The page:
The church at Corinth involved a group of people who straddled the world between the Greek philosophy and the developing ethos of Christian morality. The question in the reading we will hear this Sunday from Paul’s first letter to the Corinthians is addressed to people living 2000 years ago, yet cuts to the heart of one of the greatest challenges that face Christians today. Can something be legal yet morally wrong? Anyone who has considered the issue of adultery will appreciate that the question’s answer must be, “yes.” Just because something does not violate law does not mean that it is beneficial, to paraphrase verse twelve. The thirteenth verse extends this question further: do we let those things that are legal – for instance alcohol, food, the search for pleasure of various types—dominate our lives?
The struggle to be united, to be willing to consider others’ needs alongside your own and uphold the virtue of the common good within the Corinthian church is a struggle that tears at American society right now, as recent events have shown. Paul reminds the church at Corinth that they are no longer simply individuals, they are a body, the Body of Christ. Some members of the Corinthian church used their legalistic argument to continue visiting cult prostitutes, arguing something like: if one does not believe in the gods the prostitutes serve, that person is not engaging in idol worship by visiting a temple prostitute.
Think this doesn’t apply to us? Anyone who has struggled over what to do with a found wallet has faced a similar dilemma, or the Christian employer who rationalizes paying his employees as little as possible. It comes down to this: just because you CAN doesn’t mean you should. All children of alcoholics have to face whether they will maintain personal control after taking that first drink, and all people who have found themselves imbibing too much must decide whether to keep drinking.
For months, pleas have gone out to wear a mask during the COVID19 pandemic, but some people treat such appeals as limits on freedom rather as an expression of concern for those people around them. Politicians accept gifts from lobbyists and then vote on behalf of the lobbyists’ interests at the expense of their constituents. Such behavior may not be against the law, yet it violates the concept of representation. Recent calls for “unity” that lack both accountability and repentance previous divisiveness smacks of gaslighting, not of true justice or reconciliation. Being one body means actually feeling others’ pain as our own, and prioritizing an outward- oriented concern for the common good, even if it costs us something to alleviate a wrong.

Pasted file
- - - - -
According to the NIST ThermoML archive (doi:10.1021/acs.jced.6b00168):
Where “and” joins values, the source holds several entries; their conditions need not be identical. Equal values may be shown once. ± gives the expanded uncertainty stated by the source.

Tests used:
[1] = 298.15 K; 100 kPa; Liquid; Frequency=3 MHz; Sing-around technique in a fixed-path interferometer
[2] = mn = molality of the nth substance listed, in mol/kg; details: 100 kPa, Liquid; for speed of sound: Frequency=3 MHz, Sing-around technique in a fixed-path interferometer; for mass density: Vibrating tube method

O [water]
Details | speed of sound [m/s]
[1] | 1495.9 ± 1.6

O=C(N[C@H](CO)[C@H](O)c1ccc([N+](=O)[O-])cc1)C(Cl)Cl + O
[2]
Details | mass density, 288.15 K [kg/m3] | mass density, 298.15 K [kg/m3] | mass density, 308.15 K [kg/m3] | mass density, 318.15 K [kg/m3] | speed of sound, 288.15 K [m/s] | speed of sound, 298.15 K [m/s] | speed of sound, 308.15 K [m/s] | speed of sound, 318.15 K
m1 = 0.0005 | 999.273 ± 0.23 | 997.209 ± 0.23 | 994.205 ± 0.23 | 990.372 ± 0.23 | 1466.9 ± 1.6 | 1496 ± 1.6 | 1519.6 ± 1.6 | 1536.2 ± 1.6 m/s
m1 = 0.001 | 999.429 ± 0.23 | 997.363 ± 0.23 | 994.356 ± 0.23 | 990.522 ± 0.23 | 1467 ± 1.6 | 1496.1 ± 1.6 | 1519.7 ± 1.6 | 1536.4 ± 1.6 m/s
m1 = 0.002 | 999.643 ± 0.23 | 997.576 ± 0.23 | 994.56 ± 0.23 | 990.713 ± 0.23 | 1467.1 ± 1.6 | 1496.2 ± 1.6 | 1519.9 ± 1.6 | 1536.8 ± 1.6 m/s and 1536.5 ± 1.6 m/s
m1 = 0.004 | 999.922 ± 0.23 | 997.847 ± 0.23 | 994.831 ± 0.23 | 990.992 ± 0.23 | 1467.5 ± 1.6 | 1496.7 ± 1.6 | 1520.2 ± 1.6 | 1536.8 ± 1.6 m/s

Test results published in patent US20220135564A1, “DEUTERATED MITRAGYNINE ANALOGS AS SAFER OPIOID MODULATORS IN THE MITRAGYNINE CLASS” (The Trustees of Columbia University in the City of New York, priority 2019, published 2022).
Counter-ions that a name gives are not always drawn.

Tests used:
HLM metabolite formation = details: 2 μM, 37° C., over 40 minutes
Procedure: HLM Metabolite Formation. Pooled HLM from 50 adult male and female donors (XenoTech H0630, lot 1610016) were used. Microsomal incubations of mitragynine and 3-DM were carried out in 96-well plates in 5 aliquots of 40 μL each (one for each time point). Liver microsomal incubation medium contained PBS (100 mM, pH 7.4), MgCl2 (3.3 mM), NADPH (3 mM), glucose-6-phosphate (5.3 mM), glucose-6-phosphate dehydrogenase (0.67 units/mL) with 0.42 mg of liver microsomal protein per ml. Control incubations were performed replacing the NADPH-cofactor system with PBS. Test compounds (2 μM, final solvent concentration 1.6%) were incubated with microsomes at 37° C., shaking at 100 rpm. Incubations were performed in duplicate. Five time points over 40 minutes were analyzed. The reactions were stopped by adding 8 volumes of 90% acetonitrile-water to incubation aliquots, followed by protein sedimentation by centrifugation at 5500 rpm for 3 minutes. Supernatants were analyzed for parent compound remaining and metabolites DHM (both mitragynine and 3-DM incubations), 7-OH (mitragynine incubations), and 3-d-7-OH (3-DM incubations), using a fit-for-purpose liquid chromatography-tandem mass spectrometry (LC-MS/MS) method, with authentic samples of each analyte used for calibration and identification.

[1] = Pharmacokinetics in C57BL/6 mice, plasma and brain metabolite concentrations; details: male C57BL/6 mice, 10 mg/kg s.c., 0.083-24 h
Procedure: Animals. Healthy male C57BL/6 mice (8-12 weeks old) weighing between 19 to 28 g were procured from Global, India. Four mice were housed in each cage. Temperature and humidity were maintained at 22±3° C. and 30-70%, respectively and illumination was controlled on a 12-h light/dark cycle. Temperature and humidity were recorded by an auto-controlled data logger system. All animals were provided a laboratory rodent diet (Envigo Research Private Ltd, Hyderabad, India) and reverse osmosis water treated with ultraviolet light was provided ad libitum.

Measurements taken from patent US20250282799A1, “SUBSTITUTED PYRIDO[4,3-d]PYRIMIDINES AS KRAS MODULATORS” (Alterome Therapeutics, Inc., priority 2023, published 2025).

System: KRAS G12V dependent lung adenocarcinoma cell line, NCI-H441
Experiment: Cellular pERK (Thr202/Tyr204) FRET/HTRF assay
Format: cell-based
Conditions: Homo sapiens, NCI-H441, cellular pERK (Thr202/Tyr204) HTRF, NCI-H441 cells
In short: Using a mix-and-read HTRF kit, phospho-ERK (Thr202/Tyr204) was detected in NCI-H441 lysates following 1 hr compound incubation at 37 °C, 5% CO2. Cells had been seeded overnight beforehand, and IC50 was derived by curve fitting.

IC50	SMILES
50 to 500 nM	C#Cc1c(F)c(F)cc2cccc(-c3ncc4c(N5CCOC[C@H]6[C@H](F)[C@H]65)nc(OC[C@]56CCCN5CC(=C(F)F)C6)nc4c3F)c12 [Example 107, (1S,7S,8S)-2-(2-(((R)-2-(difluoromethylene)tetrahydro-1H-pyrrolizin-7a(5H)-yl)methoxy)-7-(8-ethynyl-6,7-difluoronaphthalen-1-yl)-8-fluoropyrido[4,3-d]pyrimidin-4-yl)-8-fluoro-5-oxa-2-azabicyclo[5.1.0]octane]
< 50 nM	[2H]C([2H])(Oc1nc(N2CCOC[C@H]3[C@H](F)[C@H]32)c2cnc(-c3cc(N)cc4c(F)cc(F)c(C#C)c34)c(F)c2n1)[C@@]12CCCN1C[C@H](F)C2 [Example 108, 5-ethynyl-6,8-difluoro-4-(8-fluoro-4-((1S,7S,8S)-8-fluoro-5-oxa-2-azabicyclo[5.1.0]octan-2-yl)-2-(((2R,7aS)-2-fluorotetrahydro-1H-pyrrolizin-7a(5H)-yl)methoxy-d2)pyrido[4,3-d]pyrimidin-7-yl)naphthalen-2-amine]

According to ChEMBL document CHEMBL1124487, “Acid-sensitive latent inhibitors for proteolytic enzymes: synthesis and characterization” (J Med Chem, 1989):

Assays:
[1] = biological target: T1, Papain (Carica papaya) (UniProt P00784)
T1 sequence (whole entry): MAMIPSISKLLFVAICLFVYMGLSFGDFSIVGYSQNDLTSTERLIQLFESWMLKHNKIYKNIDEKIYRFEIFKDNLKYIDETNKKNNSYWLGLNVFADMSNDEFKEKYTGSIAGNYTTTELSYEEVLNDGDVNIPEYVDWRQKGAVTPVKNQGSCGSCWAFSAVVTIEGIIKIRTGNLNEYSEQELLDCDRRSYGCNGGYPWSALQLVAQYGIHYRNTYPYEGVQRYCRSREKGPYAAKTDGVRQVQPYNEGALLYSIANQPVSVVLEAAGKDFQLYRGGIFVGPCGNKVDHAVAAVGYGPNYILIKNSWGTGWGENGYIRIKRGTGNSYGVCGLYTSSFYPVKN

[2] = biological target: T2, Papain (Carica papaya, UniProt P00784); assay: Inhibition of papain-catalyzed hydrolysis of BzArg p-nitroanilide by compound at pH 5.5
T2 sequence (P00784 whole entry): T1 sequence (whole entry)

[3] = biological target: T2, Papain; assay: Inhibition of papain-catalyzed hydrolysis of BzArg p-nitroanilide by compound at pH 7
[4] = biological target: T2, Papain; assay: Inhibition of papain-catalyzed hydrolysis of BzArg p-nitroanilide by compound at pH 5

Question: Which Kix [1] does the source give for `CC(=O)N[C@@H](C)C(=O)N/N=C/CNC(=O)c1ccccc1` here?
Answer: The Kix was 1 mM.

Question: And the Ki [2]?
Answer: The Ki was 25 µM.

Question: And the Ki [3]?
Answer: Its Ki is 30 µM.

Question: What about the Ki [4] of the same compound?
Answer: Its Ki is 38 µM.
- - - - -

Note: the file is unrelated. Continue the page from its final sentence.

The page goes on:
As Christians living in the 21st century, we face every day a hundred interior negotiations between what we say we commit to as disciples of Jesus Christ, and what we commit to as people living in a post-modern capitalist society, based as it is on a heartless calculus of a few “winners” and a large pool of “losers.” Paul reminds us that being a Christian involves answering to the higher standard, to rise above what is allowed to what is for the greater good.
Our reading from Paul’s letter addresses an embodied morality, particularly regarding sexuality in the Corinthian’s cultural context. We live in a society that at once worships and vilifies all matters pertaining to the body. Ultimately, however, the point Paul makes is not denigrating the world of the flesh. Instead, he is making the point that it is through the body that we are united with Christ- not just metaphorically. Being united with Christ also unifies us with each other, as members of the body of Christ. Further, Christ did not merely clothe himself in a human body, but he became God incarnate. He did not masquerade as a human body- Christ HAD a human body, and through that experience in that body Christ lived, loved, suffered, and died.
As Christians, we have to be aware that what we do with our bodies and our actions through those bodies matters, not just to ourselves, but to those who are joined with us in the body of Christ. What we do reflects upon all who share our affiliation as Christians. Does what we do increase love, or does it increase division? This is a vital question for us today.
The Rev. Leslie Scoopmire is a writer, musician, and a priest in the Diocese of Missouri. She is rector of St. Martin’s Episcopal Church in Ellisville, MO. She posts daily prayers, meditations, and sermons at her blog Abiding In Hope, and collects spiritual writings and images at Poems, Psalms, and Prayers.